in-situ values. Table 2 presents the statistical analysis
results at the wavelengths from 412 to 683 nm. When
applied to the SeaWiFS match-up remote sensing reflec-
tance, it can be seen that the aph(λ) values from the model
closely agree with the in-situ data, without much scatters
above or below the 1:1 line. The good agreement be-
tween these data sets can also be observed in Table 2
(RMSE 0.202 - 0. 34 with an average of 0.26, MRE
1.09% - 8.29% with an average of ~5.01%), slope 0.69 -
0.77, R2 0.774 - 0.797, and intercept values –0.66 -
–0.26). Although these errors are slightly higher than
those observed with the previous data sets, the model
still produced the observed aph(λ) values and resulted in
low statistical errors. These results clearly indicate that
the new model has the potential to retrieve accurately the
aph(λ) values in both clear and turbid coastal waters, and
would be useful for applications with remote sensing
data in these waters.
4.1.4. Error Plots
Figure 7 provides greater clarity in the variations of
MRE between the derived and in-situ values of aph(λ) at
412 nm - 683 nm. Though the MRE values for the new
model are notably small at all wavelengths for the three
independent data sets, it shows a significant variability
across these wavelengths. For the NOMAD-2 data set,
the MRE value is high at 412 nm (~8.06%), and gradu-
ally decreases towards the longer wavelengths. By con-
trast, for the Carder and SeaWiFS match-up data sets, the
MRE values are low in the blue wavelengths, increasing
at the green wavelengths and sharply decreasing towards
the longer wavelengths. However, these values are still in
Figure 5. Comparison of modelled aph(λ) with in-situ data taken from the Carder database at wavelengths from 412 to 675 (N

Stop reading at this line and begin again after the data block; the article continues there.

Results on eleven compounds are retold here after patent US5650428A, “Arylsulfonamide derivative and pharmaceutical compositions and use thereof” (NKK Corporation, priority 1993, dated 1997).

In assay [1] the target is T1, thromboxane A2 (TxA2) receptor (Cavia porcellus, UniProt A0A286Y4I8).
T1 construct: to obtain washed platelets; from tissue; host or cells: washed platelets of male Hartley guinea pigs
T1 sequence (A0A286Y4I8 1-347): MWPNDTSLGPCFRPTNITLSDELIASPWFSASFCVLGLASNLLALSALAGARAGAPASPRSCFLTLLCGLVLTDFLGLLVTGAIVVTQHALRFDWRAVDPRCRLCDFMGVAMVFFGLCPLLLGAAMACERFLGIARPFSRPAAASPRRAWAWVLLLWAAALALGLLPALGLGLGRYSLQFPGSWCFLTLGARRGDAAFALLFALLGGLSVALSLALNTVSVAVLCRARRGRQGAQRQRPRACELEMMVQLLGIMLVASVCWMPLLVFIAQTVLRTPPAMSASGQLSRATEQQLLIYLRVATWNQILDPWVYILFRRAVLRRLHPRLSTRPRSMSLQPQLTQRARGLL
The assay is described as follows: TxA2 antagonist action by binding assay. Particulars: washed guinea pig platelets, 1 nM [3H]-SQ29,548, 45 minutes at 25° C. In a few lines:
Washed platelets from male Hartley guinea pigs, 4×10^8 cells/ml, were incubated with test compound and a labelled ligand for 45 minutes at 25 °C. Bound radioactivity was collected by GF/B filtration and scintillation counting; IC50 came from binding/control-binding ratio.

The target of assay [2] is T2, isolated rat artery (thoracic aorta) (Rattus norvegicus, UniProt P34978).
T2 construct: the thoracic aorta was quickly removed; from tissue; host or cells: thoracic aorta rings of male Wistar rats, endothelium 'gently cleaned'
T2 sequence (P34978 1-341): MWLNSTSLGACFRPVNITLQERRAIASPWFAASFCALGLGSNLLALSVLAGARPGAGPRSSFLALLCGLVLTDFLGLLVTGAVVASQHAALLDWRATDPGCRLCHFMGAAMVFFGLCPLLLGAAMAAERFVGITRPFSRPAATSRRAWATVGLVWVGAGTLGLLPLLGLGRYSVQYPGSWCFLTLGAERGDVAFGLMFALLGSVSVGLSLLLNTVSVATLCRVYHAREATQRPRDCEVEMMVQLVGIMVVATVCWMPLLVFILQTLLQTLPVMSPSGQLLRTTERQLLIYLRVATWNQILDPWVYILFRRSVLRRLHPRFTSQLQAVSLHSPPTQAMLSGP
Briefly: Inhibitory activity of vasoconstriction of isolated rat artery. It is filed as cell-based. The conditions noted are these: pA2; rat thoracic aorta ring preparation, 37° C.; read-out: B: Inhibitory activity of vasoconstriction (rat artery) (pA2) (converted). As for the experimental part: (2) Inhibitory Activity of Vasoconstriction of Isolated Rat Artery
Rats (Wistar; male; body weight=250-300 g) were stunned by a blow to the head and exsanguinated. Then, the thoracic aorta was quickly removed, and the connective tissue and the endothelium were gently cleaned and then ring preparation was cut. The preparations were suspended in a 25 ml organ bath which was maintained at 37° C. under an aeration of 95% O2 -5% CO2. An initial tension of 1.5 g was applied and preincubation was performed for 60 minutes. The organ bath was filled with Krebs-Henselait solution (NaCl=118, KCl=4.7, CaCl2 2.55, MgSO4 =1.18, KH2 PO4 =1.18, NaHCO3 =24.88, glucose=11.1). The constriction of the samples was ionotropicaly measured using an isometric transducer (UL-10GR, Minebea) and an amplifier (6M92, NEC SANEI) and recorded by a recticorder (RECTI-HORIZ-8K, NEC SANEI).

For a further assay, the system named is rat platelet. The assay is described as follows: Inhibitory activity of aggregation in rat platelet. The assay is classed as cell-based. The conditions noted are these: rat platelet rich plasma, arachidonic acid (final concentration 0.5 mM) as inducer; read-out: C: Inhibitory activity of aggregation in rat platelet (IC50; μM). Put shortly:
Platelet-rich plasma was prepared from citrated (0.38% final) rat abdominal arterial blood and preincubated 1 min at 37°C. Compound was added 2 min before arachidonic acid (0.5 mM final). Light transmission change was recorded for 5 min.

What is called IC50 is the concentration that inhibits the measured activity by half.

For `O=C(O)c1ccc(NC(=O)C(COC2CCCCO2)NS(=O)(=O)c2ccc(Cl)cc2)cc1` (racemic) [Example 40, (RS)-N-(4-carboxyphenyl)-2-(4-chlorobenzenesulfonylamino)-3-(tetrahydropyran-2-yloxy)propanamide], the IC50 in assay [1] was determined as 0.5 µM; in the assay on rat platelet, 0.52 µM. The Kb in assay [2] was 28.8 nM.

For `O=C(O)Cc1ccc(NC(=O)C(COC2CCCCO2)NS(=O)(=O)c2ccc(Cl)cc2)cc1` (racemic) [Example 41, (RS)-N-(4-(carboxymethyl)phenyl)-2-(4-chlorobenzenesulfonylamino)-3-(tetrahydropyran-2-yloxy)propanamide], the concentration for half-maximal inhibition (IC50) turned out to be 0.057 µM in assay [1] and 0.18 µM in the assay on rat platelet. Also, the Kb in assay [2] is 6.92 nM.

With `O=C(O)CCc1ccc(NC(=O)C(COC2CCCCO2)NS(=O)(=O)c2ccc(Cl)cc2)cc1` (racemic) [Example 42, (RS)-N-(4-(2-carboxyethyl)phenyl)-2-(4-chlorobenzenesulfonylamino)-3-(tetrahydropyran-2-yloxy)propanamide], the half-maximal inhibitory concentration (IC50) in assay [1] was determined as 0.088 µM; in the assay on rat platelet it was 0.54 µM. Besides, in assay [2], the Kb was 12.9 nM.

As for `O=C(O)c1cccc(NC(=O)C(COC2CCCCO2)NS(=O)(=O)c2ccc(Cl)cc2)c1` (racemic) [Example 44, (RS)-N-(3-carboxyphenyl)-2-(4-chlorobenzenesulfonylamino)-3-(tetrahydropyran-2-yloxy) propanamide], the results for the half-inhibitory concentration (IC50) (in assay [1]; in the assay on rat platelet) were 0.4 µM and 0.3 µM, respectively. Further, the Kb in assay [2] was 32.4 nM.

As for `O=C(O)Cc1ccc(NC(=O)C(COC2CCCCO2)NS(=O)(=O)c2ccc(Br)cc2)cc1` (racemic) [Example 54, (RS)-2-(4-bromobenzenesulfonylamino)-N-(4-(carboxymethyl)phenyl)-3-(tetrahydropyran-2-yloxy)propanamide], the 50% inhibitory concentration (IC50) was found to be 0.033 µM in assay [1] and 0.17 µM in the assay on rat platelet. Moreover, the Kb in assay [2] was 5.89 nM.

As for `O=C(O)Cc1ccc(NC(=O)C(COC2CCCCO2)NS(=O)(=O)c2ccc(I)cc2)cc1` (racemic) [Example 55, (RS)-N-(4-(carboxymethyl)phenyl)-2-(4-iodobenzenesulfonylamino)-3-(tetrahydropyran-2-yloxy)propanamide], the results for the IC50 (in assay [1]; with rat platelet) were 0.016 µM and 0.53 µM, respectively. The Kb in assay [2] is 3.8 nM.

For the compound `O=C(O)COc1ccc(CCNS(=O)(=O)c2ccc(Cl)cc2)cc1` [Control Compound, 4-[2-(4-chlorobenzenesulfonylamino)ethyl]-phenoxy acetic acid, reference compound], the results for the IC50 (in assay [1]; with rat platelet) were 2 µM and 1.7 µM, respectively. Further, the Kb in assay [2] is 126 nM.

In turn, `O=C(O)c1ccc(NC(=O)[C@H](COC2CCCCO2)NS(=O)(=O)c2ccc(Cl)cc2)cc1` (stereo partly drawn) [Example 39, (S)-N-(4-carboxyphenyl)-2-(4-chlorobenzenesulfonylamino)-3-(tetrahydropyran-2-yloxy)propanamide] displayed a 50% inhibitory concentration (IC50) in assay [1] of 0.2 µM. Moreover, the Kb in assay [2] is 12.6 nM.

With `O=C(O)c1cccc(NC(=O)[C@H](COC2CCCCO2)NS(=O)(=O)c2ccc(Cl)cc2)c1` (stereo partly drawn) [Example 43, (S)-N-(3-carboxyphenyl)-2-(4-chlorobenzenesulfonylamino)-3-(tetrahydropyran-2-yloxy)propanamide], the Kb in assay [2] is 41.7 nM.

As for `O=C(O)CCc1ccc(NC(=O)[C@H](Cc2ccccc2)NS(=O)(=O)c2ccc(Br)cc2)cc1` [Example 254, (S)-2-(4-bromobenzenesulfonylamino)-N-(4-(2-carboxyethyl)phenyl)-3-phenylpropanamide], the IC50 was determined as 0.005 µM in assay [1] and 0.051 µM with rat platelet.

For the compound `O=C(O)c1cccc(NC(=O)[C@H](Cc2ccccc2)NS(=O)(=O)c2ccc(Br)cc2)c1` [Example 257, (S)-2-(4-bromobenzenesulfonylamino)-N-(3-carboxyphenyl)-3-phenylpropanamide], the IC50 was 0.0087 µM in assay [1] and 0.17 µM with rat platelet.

= 477).
Copyright © 2012 SciRes. ARS
Figure 6. Comparisons of the modelled aph(λ) with those from the in-situ dataset (NOMAD SeaWiFS match-ups dataset) at
the wavelengths from 412 to 683 nm (N = 102).
the acceptable range as far as the aph(λ) modeling is con-
cerned, because the current models produce very high
errors in moderately turbid to highly turbid coastal wa-
ters [28].
4.2. Application to Satellite Ocean Colour Data
To further assess the efficiency of the new aph model, the
MODIS-Aqua Level 1A (~1 km/pixel at nadir) imagery
acquired over bloomed waters of the Arabian Sea on 18
February 2010, was processed using a regional Complex
water Atmospheric correction Algorithm Scheme (CAAS)
[27] to avoid known issues with the SeaDAS atmos-
pheric correction algorithm in these waters. Subsequently,
the proposed model was applied to the atmospherically
corrected imagery to envisage the phytoplankton absorp-
tion coefficients at 443 and 670 nm. Figure 8(a) and
Figure 8(b) show the regional distribution patterns of aph
(443) and aph(670) in the Arabian Sea. As expected, the
distribution patterns illustrate the influence of coastal waters
on the phytoplankton absorption coefficients across the
entire Arabian Sea during 18 Feb. 2010. Figure 8(c) pre-
sents an example of aph spectra from this new model us-
ing the same MODIS-Aqua data, which typically have
two peaks (same as the measured aph spectra) around 443
and 670 nm. There is relatively lower absorption between
550 and 650 nm. These peaks and troughs are essentially